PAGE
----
In June I wrote about the disconnect between Sheriff Eric Magrini’s version and some militia members’ recollections who claimed they’d been in contact with Magrini before and during the June 2020 Redding protest, something Magrini later backpedaled on, putting some distance between himself and the militia that hurt of of the militia guys’ feelings.
At the time, according to militia member Jesse Lane, he’d told Magrini his people would be there to help “keep the peace”, to which Magrini said it would be great if the militia were there to do that; a stronger statement than what Magrini recalled. Either way, a rift was born.
The Shasta County Sheriff’s Department wasn’t the only local law enforcement agency with a militia-friendly connection. Woody Clendenen, head of the Cottonwood Militia, claimed that, according to some Redding Police officers, officers would have “gassed” Redding protesters in June of 2020 had it not been for the militia’s “help”. This claim was despite the fact that the protesters were non-violent, and that as a line of armed RPD officers stood in riot gear, many protesters could be heard yelling, “Keep the peace!” and “don’t shoot,” and “Walk with us,” and “RPD!”.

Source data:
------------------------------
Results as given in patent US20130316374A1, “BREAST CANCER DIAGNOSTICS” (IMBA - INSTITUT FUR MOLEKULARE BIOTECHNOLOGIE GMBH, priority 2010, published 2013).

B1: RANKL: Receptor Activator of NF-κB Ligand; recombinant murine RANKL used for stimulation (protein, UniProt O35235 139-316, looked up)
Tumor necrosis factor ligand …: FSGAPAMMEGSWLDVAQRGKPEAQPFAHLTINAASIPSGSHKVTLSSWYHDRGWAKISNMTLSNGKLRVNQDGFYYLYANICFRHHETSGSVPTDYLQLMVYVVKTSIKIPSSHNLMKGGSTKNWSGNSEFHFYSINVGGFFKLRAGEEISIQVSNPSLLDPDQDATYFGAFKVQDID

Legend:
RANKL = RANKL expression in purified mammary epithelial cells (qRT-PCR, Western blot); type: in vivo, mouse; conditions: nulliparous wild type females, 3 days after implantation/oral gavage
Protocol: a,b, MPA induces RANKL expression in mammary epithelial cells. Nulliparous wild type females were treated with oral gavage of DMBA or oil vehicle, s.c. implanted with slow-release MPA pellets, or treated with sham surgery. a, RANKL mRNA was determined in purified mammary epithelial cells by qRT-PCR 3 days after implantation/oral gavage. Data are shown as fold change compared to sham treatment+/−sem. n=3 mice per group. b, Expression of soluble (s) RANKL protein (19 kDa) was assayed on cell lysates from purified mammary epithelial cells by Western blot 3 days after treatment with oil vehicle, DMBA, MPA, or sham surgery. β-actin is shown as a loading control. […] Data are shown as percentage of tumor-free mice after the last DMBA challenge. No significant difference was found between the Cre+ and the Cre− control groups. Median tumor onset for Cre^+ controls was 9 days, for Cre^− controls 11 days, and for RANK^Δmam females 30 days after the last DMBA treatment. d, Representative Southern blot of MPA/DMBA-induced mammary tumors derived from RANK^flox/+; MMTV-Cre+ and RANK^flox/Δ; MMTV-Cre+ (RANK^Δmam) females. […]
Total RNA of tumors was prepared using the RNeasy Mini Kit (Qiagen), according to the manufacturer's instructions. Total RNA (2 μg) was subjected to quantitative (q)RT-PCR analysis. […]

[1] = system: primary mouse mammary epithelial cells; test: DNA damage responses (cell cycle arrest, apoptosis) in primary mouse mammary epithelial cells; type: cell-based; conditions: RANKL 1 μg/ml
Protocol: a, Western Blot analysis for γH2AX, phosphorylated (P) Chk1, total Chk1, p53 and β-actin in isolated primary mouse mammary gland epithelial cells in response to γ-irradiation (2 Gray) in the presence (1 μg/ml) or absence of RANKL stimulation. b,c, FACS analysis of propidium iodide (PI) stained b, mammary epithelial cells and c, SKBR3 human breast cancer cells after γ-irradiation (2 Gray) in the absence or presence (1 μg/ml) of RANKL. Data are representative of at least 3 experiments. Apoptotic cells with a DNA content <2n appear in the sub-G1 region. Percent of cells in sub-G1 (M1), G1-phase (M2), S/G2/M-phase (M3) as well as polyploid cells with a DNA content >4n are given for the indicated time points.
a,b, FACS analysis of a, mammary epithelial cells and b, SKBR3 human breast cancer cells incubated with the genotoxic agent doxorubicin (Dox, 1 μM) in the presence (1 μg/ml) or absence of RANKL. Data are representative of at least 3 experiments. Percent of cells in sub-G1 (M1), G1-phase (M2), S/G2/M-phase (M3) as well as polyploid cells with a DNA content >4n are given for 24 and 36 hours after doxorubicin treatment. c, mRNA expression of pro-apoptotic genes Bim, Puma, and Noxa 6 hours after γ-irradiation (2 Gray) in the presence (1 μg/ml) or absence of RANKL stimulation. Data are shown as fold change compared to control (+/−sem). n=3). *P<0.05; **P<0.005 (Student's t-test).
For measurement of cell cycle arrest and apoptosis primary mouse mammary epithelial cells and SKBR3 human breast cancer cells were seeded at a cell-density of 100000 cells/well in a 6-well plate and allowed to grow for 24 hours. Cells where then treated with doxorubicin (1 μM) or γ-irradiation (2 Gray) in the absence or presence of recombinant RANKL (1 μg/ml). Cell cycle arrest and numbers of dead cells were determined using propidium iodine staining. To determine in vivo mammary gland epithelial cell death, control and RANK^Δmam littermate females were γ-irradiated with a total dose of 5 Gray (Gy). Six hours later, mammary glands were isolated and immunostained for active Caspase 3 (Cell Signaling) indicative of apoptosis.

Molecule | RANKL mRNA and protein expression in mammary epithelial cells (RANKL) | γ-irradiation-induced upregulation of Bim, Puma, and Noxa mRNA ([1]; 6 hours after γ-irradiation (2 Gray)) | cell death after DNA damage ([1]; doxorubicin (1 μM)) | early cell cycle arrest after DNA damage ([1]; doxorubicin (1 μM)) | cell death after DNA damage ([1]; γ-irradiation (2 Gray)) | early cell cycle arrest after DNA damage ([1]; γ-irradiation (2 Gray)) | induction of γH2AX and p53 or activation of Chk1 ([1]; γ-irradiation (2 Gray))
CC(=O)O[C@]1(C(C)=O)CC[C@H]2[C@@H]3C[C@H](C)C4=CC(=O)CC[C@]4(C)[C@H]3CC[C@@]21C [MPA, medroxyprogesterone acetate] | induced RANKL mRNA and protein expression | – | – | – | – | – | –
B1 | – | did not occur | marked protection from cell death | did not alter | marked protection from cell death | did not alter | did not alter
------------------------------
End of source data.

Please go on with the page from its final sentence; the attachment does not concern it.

If it’s true that RPD was prepared to gas peaceful protesters, then obviously, the Shasta County Sheriff’s Department is not the only law enforcement agency that needs a thorough house-cleaning. But that’s a Redding City Council issue; another topic for another day.
During those early pandemic months, pro-recaller Elissa McEuen was a huge Magrini fan.
Oh, the adoring looks, the smiles, the winks and blinks, the “I’ll call you later” promises by Magrini to McEuen after she’d used a bullhorn to blast her message to the supervisors last year. A memorable detail about that day captured in this photo below is the fact that then-chair Supervisor Mary Rickert asked Magrini to please speak to the protesters and ask the mob to quiet down so the supervisors could continue the county’s business. Magrini made a show of walking to the back of the room where he opened the door, which looked from Rickert’s seat as if Magrini was complying. Instead, Magrini didn’t relay a single word as directed by Rickert, and rather chatted with McEuen. Some might call that a red-flag moment.